PMB – Trade and the TPP-11

Sunday, 9 September 2018

Mr PITT (Hinkler) (10:25): It’s my great pleasure to rise to speak on this PMB. As I know you know, Mr Speaker, there were people in this place who said that this couldn’t be done; that the TPP-11 was dead, couldn’t be recovered and couldn’t be delivered. Well, here it is. The Coalition Government is again delivering on trade. We have already signed agreements with China, Japan, South Korea and Peru. We are in negotiations for the RCEP, the Regional Comprehensive Economic Partnership, with Indonesia, and we have signed the TPP-11 when those on the opposite side of the chamber said that it could not be done; that we should walk away from something which has a $13.8 trillion GDP. There are arrangements for which people in Queensland and New South Wales have sales into those regions and countries: in Queensland, $6.3 billion for coal; for the meat of bovine animals, fresh, chilled and frozen, $1½ billion; unwrought aluminium; and in New South Wales, coal, once again, at $8.4 billion. It is no surprise to me that resources and agriculture are two of the biggest exports from those two big states on the east coast, which will get a great benefit from the TPP-11.

For the people in my electorate, it is very straightforward. One in five jobs in this country rely on trade. For Australia, trade means jobs. More trade means more jobs, and that is what we are about as a coalition government. We have delivered over a million jobs in the last five years, as we said we would. The focus for me as a local member is to ensure that those jobs are in my electorate, where, unfortunately, we find ourselves in a very difficult position, with one of the highest unemployment rates in the country. For my people, my businesses and my exporters, this agreement means more jobs for us.

What will the opposition say? Unfortunately, the Leader of the Opposition, Mr Shorten, wanted to take the approach of Monty Python—I’m sure you would be aware of that, Mr Speaker; you are probably of the right ilk for Monty Python!—but not the approach of the Black Knight, where he will fight to a standstill for the Australian people, Australian trade and Australian jobs, but the other approach, which is to run away, retreat, say it’s too hard and not deliver. I say to those on the opposite side: this is a good deal, which should be ratified by the Australian parliament. The Leader of the Opposition should go back and apologise for what he said to the Australian people about this arrangement. Quite simply, this is about trade and jobs, and jobs for our regions.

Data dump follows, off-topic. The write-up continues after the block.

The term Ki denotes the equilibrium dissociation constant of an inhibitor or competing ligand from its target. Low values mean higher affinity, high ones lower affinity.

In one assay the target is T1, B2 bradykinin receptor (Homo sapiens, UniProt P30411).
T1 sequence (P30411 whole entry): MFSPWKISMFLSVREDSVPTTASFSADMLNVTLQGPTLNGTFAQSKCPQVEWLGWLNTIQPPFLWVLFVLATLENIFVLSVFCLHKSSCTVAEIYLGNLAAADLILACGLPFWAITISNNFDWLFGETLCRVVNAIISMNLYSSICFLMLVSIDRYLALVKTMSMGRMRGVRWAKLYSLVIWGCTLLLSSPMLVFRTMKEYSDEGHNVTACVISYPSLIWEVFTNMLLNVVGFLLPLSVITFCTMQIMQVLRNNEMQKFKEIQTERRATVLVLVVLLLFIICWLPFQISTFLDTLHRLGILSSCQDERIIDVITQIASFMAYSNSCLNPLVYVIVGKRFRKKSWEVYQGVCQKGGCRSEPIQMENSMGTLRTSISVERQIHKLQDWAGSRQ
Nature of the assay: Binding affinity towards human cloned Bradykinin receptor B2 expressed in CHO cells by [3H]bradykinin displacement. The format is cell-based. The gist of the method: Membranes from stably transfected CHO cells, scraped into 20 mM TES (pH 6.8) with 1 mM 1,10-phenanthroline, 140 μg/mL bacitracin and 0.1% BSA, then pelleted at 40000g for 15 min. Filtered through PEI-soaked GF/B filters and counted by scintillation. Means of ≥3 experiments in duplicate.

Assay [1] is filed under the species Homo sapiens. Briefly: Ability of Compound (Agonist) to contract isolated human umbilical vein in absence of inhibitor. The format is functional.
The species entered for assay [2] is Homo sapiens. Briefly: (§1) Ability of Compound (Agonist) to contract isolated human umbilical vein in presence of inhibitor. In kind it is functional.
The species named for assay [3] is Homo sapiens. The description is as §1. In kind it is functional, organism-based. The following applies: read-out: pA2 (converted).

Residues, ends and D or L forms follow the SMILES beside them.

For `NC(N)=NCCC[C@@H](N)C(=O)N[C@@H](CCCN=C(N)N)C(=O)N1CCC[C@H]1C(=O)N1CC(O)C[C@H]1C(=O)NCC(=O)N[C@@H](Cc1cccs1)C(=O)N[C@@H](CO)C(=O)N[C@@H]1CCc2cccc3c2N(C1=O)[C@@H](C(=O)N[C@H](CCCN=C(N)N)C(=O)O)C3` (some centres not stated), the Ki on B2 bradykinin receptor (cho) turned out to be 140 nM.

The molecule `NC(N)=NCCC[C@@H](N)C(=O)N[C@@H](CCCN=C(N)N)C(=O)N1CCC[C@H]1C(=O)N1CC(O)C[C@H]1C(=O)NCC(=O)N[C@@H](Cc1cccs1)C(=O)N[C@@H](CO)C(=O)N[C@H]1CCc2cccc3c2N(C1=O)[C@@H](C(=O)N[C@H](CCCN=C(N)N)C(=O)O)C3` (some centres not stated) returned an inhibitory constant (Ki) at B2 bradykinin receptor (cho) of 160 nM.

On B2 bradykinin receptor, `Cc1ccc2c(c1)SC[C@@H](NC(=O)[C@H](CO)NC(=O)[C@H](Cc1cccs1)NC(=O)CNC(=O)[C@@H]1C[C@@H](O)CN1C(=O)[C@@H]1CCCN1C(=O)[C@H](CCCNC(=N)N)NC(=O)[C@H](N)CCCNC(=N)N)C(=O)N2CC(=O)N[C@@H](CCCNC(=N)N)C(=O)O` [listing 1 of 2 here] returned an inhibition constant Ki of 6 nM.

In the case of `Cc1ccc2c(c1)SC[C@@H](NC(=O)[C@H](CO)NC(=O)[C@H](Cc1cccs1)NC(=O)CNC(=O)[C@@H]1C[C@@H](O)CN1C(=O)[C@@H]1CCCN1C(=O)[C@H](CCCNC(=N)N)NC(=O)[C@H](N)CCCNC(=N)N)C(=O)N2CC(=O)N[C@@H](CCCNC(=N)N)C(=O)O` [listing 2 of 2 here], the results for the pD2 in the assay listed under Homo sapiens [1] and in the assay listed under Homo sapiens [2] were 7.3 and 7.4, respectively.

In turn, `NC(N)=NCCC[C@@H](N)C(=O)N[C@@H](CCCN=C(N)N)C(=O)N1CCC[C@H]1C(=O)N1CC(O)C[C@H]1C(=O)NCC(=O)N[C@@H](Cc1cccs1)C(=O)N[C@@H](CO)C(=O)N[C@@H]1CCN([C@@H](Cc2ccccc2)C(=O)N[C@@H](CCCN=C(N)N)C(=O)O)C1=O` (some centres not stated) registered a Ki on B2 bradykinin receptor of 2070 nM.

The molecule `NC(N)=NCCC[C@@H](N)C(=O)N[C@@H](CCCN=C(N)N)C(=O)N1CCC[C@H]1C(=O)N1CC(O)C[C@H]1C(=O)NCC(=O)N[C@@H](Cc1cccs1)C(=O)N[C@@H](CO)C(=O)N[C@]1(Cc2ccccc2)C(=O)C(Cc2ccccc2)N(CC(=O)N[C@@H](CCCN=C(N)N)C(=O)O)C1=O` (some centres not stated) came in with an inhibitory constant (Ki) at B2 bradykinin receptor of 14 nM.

As I’ve said, in my local area, this is about a stronger regional economy. This is about more local jobs. We are continuing to build our local regional economy by multi-streaming it, with support from the Coalition Government. Under the Regional Jobs and Investment Package, we put $9.65 million into five projects in the Hinkler electorate, which resulted in over $31 million worth of construction. Why is that important, and what is the arrangement in terms of the TPP-11? Well, it’s quite straightforward. Macadamias Australia received $4.68 million to extend its operations. This is an organisation that exports 100 per cent of their product locally, which is macadamias. The Member for Cowper and the Member for Page may disagree, but the Australian macadamia association does not: the biggest producer of macadamias in Australia is now in my electorate, around the town of Bundaberg. That means more jobs through processing and more jobs in the local region, at its factory on Goodwood Road.

We have the local business of Austchilli, which received $1½ million to extend their packaging operations. This is an organisation which exports right around the world chilli products, herbs and a lot of other processed bits and pieces. They’re pretty well known. They’ve shown up on MasterChef and other things around Australian domestic television. I think it’s really important that we continue to support them because they employ local people. They are not shifting their jobs offshore; they are not shifting their jobs away; they’re doing it here and we need to support them through better trade arrangements. Every time we reduce a tariff on an Australian product in an overseas country they become more competitive because the forward-facing price is cheaper. That is what we are about: we are about delivering more trade for more jobs for our regions.

Costa Avocados received $495,000. One of our largest exports around the world is avocados because they are a first-class product. Once again, in their processing facility near Childers, a small town in my electorate, they employ local people. This is what it’s about. The more we can deliver in terms of trade, the better the opportunities for the Australian nation and the more chances for our businesses to employ more people because they have more confidence and a stronger bottom line. So the Coalition Government will continue to deliver on trade agreements, we will continue to deliver on jobs and we will continue to deliver on stronger regional economies and local jobs for our people.

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